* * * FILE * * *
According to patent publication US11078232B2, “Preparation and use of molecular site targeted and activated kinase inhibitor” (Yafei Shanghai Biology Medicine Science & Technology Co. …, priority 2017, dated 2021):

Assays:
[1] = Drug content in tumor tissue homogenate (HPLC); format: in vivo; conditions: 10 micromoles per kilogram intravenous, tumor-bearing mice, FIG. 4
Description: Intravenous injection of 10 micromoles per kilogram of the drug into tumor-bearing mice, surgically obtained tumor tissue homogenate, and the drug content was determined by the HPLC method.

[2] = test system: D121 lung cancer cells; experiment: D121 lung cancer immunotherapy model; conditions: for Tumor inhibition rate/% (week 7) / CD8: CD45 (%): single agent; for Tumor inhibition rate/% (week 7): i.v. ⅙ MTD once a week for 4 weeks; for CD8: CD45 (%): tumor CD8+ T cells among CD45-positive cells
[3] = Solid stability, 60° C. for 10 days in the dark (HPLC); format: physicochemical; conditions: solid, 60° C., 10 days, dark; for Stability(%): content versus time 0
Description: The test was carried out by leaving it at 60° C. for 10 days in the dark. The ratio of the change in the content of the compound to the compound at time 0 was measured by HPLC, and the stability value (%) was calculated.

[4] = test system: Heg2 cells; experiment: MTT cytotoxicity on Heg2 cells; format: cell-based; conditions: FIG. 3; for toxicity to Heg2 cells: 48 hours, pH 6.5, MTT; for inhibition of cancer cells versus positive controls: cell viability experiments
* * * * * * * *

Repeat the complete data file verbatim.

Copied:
According to patent publication US11078232B2, “Preparation and use of molecular site targeted and activated kinase inhibitor” (Yafei Shanghai Biology Medicine Science & Technology Co. …, priority 2017, dated 2021):

Assays:
[1] = Drug content in tumor tissue homogenate (HPLC); format: in vivo; conditions: 10 micromoles per kilogram intravenous, tumor-bearing mice, FIG. 4
Description: Intravenous injection of 10 micromoles per kilogram of the drug into tumor-bearing mice, surgically obtained tumor tissue homogenate, and the drug content was determined by the HPLC method.

[2] = test system: D121 lung cancer cells; experiment: D121 lung cancer immunotherapy model; conditions: for Tumor inhibition rate/% (week 7) / CD8: CD45 (%): single agent; for Tumor inhibition rate/% (week 7): i.v. ⅙ MTD once a week for 4 weeks; for CD8: CD45 (%): tumor CD8+ T cells among CD45-positive cells
[3] = Solid stability, 60° C. for 10 days in the dark (HPLC); format: physicochemical; conditions: solid, 60° C., 10 days, dark; for Stability(%): content versus time 0
Description: The test was carried out by leaving it at 60° C. for 10 days in the dark. The ratio of the change in the content of the compound to the compound at time 0 was measured by HPLC, and the stability value (%) was calculated.

[4] = test system: Heg2 cells; experiment: MTT cytotoxicity on Heg2 cells; format: cell-based; conditions: FIG. 3; for toxicity to Heg2 cells: 48 hours, pH 6.5, MTT; for inhibition of cancer cells versus positive controls: cell viability experiments